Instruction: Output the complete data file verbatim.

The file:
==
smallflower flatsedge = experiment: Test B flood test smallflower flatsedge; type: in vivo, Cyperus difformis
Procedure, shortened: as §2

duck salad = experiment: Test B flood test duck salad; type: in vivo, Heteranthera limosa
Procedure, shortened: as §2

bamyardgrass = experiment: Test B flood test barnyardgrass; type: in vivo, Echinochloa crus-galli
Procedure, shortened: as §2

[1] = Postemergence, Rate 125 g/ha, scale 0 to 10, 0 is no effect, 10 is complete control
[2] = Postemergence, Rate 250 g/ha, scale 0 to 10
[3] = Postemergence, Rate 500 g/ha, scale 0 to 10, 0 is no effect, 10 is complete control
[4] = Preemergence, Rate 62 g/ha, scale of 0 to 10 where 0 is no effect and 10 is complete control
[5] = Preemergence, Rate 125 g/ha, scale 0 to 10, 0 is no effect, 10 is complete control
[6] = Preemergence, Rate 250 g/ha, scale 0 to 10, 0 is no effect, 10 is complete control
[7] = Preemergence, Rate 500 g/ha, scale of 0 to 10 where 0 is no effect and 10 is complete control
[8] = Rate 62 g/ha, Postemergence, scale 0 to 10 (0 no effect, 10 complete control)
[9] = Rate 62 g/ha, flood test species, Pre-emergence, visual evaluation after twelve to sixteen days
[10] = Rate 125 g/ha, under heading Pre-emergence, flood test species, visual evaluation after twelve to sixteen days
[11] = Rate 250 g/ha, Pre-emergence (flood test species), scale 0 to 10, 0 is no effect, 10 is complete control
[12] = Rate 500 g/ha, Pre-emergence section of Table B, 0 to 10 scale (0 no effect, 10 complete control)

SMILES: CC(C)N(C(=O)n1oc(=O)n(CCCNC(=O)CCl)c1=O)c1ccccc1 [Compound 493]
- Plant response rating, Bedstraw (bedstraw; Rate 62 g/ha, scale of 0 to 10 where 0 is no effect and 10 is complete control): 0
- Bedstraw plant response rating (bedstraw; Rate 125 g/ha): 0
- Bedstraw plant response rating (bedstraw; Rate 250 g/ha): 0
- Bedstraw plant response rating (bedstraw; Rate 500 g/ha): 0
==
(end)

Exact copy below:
smallflower flatsedge = experiment: Test B flood test smallflower flatsedge; type: in vivo, Cyperus difformis
Procedure, shortened: as §2

duck salad = experiment: Test B flood test duck salad; type: in vivo, Heteranthera limosa
Procedure, shortened: as §2

bamyardgrass = experiment: Test B flood test barnyardgrass; type: in vivo, Echinochloa crus-galli
Procedure, shortened: as §2

[1] = Postemergence, Rate 125 g/ha, scale 0 to 10, 0 is no effect, 10 is complete control
[2] = Postemergence, Rate 250 g/ha, scale 0 to 10
[3] = Postemergence, Rate 500 g/ha, scale 0 to 10, 0 is no effect, 10 is complete control
[4] = Preemergence, Rate 62 g/ha, scale of 0 to 10 where 0 is no effect and 10 is complete control
[5] = Preemergence, Rate 125 g/ha, scale 0 to 10, 0 is no effect, 10 is complete control
[6] = Preemergence, Rate 250 g/ha, scale 0 to 10, 0 is no effect, 10 is complete control
[7] = Preemergence, Rate 500 g/ha, scale of 0 to 10 where 0 is no effect and 10 is complete control
[8] = Rate 62 g/ha, Postemergence, scale 0 to 10 (0 no effect, 10 complete control)
[9] = Rate 62 g/ha, flood test species, Pre-emergence, visual evaluation after twelve to sixteen days
[10] = Rate 125 g/ha, under heading Pre-emergence, flood test species, visual evaluation after twelve to sixteen days
[11] = Rate 250 g/ha, Pre-emergence (flood test species), scale 0 to 10, 0 is no effect, 10 is complete control
[12] = Rate 500 g/ha, Pre-emergence section of Table B, 0 to 10 scale (0 no effect, 10 complete control)

SMILES: CC(C)N(C(=O)n1oc(=O)n(CCCNC(=O)CCl)c1=O)c1ccccc1 [Compound 493]
- Plant response rating, Bedstraw (bedstraw; Rate 62 g/ha, scale of 0 to 10 where 0 is no effect and 10 is complete control): 0
- Bedstraw plant response rating (bedstraw; Rate 125 g/ha): 0
- Bedstraw plant response rating (bedstraw; Rate 250 g/ha): 0
- Bedstraw plant response rating (bedstraw; Rate 500 g/ha): 0